Wednesday, 3 September 2008

Another Guard Dog Bitten...

Sergeant Roy Jennings now has something in common with former police officer Paul Lawson. Something, that is, other than their choice of careers:
A police sergeant launched an angry attack on his own force yesterday after yobs who threw a stone that smashed his car window were let off without prosecution.
Yeah, soft policing. It's a crime, isn't it, Sergeant Jennings?
The policeman said: 'I feel very frustrated and angry'.
Welcome to the club!
But he later discovered to his astonishment that his bosses had decided the boys should not be taken to court.

Sergeant Jennings, who has served with Hampshire Police for 22 years, called the punishment 'a slap on the wrist'.

He said the boys should have faced the more serious charge of causing criminal damage likely to endanger life. This would have meant a court appearance.

'In my view this was a case that could only be dealt with in the courts,' the sergeant added.

'It was so severe that it didn't warrant a simple warning.'
Hard to disagree, given they stoned a moving vehicle, showering Mrs Jennings with broken glass. However, Inspector Dave Hunter isn't moved:
Inspector Dave Hunter rejected his criticisms and defended the decision not to prosecute.

He said: 'All that happened was that a window was broken because of a moment of impulsive stupidity. They'd say it's just criminal damage.'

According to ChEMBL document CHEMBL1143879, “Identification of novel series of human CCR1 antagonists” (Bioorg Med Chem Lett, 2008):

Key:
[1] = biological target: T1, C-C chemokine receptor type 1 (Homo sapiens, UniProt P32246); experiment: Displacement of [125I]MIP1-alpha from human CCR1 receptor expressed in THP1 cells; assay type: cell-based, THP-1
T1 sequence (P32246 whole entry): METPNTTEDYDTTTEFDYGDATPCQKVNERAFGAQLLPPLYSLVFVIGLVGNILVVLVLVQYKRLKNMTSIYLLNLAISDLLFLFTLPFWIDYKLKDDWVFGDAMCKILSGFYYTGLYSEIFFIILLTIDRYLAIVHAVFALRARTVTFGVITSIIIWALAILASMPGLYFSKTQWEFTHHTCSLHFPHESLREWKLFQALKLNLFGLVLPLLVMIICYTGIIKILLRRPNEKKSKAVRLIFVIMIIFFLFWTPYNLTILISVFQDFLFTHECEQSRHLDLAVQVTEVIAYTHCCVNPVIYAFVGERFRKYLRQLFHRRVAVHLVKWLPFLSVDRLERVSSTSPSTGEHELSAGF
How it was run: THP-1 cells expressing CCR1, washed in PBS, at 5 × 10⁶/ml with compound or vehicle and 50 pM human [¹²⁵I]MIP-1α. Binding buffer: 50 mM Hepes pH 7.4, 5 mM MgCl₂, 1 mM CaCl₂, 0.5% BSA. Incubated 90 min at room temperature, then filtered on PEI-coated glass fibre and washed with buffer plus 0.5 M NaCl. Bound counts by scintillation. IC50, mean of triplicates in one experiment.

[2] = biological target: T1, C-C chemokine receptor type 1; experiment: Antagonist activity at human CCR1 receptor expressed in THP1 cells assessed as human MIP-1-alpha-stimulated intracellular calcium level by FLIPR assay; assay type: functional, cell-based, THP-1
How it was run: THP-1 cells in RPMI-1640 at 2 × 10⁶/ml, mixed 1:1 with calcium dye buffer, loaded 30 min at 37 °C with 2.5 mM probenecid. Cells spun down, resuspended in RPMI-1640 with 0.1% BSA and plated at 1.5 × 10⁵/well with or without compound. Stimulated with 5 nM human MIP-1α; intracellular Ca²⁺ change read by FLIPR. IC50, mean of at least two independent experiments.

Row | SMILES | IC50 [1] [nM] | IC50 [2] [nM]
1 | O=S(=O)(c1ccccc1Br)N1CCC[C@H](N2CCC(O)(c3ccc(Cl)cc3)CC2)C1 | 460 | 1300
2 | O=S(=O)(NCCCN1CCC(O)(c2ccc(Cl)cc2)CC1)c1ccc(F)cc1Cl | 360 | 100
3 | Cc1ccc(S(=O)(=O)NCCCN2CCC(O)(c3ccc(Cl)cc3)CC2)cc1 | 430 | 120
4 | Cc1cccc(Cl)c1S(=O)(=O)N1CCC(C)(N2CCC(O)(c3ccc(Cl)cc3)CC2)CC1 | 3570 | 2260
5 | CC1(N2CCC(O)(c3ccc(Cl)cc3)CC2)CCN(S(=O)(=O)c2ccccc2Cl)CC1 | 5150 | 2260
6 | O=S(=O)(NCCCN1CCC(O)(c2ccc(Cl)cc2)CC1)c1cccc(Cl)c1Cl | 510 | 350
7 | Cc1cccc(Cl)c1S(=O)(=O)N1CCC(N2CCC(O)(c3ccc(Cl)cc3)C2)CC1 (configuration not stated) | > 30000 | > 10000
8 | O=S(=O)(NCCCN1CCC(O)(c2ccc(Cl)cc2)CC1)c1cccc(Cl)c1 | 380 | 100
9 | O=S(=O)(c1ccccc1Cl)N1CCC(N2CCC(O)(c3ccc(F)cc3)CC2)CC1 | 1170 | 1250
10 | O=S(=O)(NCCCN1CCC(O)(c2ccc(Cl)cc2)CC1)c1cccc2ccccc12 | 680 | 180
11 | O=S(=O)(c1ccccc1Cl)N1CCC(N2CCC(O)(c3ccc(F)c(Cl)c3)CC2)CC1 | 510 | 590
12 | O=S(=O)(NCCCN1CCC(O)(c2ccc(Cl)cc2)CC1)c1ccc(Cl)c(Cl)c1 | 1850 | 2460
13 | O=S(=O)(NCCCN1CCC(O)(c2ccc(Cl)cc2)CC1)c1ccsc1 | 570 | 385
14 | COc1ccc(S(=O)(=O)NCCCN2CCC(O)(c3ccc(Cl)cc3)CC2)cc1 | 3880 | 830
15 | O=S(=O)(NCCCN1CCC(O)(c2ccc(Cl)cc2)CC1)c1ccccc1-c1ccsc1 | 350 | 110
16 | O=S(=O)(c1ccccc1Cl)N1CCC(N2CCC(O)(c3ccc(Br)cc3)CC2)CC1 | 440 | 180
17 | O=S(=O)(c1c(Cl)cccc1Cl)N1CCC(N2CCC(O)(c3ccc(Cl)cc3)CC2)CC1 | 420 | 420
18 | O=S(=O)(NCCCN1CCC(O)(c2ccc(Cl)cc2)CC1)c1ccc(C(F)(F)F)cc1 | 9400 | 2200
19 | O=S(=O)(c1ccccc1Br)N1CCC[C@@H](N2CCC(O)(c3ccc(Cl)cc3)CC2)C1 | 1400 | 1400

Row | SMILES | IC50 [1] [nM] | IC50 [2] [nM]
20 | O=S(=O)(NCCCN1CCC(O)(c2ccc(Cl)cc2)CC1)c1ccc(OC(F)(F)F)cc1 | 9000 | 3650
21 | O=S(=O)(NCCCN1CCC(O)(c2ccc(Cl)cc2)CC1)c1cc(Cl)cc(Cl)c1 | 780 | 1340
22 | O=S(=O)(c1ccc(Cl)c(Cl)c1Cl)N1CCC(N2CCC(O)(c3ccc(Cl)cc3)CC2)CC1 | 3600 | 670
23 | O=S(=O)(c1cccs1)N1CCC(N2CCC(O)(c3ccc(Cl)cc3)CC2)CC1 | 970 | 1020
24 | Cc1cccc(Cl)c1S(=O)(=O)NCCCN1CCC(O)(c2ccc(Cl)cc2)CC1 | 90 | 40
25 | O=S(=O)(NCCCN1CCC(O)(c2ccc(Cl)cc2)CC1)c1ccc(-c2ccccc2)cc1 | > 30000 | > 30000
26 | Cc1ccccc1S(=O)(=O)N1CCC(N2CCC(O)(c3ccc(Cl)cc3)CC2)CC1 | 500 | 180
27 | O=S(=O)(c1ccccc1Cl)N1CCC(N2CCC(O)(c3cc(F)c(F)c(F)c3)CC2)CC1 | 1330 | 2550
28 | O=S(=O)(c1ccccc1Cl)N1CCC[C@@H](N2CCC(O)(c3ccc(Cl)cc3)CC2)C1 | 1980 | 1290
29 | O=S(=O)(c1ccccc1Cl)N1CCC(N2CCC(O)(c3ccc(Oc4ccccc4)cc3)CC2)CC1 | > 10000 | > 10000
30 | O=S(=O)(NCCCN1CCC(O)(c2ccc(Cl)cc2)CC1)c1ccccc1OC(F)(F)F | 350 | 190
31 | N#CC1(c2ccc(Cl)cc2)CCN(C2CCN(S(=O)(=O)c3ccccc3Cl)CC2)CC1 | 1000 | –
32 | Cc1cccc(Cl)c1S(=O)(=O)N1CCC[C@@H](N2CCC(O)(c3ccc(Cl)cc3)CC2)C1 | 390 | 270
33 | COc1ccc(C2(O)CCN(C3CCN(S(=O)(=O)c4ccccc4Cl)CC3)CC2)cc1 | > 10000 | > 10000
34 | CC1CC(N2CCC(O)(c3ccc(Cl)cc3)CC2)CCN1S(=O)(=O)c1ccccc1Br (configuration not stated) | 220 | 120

Hard not to read that in the voice of a sulky teenager forced to do chores, isn't it? 'Oh, Muuuum, but it's too hard!'

Perhaps the ranks should be reversed, and 'Inspector' (Ed - of what, exactly?) Hunter could do a bit of sergeanting for a change...

Naturally enough, this wasn't the yobs first offence:
In this case one of the two boys, who admitted throwing the stones, was given a reprimand, and the other a final warning.
Bet he's shaking in his trainers...

3 comments:

Tomrat said...

Ah but JuliaM remember that had they even managed to get a court appearance the judges would have let them go with even less; the only difference here is in the cost of policing this matter, from the mere "waste" of police time (in that noone was punished) to a waste of judicial time (as the judges would almost certainly not put these kids in chokey, fine or chastise them in any meaningful manner).

Rob Farrington said...

"Impulsive stupidity"?!?

I remember that I suffered from that, as a teenager, although I never felt the need to throw stones at car windows.

There was me thinking that a big part of my growing into adulthood was learning that my every action has consequences. Duh! I can see now that the poor dears have no control over their own actions, and as long as we let them indulge their youthful impulsiveness now and then, they'll eventually turn into valued, civilized and law-abiding members of society.

JuliaM said...

"had they even managed to get a court appearance the judges would have let them go with even less"

That's probably true!

"There was me thinking that a big part of my growing into adulthood was learning that my every action has consequences."

Such an old-fashioned concept! Aren't we better off for having 'progressed' beyond that...? ;)